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This looks awesome – as Spotify has its own protocol handler which allows users to click a link and directly open a playlist within Spotify.

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This are all visible extensions for the end-user and will make the gap of the experience between a virtual application and a natively installed application even smaller. However, the App-V team didn’t stop here and made even more possible extensions beyond of what we were expecting.

There are two methods that are used under the hood of everything – that provides a greater interaction between applications and allows for seamless exchange of data between applications. Quite often – we admins had to find out the hard way that this “report” for application X actually depend on beeing able to locate Excel, Adobe Acrobat or some other program. Many ways are used to send to the proper data to this “other” program – quite a few articles to resolve problems regarding this inter-application communication problems are written by me personally and even more questions are asked in the forums. We know about them – but what are they really?

AppPaths are one way – its an easy way to locate a needed .EXE if the application has registered itself.  If reading the article – it allows for quite a few different ways to use this feature, however – we most commonly deal with it because a program calls an application (say excel.exe) by simply asking for excel.exe – and not a full path. When registered properly – apppaths will allow us to start our specific version that we currently have installed. Filling in the full-path to the executable in question.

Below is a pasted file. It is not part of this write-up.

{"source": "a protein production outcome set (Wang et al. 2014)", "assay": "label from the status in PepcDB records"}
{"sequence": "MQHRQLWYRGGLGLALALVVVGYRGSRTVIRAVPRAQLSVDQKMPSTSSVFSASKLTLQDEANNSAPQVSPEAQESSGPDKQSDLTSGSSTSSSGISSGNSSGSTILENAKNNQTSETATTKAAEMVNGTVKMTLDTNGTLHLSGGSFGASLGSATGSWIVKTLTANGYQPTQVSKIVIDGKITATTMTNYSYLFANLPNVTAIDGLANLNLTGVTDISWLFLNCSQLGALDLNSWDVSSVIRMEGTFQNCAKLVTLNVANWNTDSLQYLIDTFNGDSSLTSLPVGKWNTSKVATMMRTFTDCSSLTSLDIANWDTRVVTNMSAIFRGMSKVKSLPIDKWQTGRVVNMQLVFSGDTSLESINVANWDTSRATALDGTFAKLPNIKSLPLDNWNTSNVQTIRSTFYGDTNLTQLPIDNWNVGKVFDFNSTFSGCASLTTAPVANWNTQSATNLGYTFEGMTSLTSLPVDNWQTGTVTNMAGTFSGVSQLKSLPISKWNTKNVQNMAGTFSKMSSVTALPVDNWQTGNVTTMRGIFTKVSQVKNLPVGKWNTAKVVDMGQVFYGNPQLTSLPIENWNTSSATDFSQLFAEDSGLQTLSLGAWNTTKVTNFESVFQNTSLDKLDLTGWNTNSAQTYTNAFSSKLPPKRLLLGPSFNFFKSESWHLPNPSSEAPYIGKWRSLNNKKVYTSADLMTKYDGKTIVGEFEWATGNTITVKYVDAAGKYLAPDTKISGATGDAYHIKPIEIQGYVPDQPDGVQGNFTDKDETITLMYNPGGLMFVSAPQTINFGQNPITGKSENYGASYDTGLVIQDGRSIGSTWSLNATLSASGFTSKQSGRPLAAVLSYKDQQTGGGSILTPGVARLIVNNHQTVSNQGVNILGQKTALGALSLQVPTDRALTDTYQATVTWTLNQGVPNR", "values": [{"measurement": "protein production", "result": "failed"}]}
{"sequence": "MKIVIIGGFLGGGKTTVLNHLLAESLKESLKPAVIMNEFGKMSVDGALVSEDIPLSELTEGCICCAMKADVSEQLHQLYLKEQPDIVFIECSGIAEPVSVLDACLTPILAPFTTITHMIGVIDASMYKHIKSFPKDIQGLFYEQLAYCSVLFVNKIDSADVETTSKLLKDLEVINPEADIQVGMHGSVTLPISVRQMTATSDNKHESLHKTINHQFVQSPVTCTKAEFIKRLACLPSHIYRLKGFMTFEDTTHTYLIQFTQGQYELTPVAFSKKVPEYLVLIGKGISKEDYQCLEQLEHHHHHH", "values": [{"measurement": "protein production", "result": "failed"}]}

If our application is virtualized (excel.exe for example) – it will not be registered at all and the main application will simply state that you need this application installed. Fortunately – App-V 5 will now allow applications to register themselves properly and there be found by any application (virtualized or not) requesting them!

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The other alternative are is COM. COM has been around since 1993. COM is something that has been and still is beyond me. Usually – when you realize that an obscure error message is given when the program attempts to send data to an external program COM is related. Wikipedia has a great article which clarifies it to some extent in what ways we are dealing with COM. OLE, OLE Automation, ActiveX, COM+ and DCOM are the more commonly used words.

Here is an example of a COM that was detected by the sequencer;

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Wow – so we have just learned that App-V 5 will bring in many new ways that will improve the application experience and make previous scenarios that seemed impossible suddenly appear simple and work right out of the box.

One Comment

  1. Mykola said:

    Interesting post. Thank you, Nicke!

    July 24, 2012
    Reply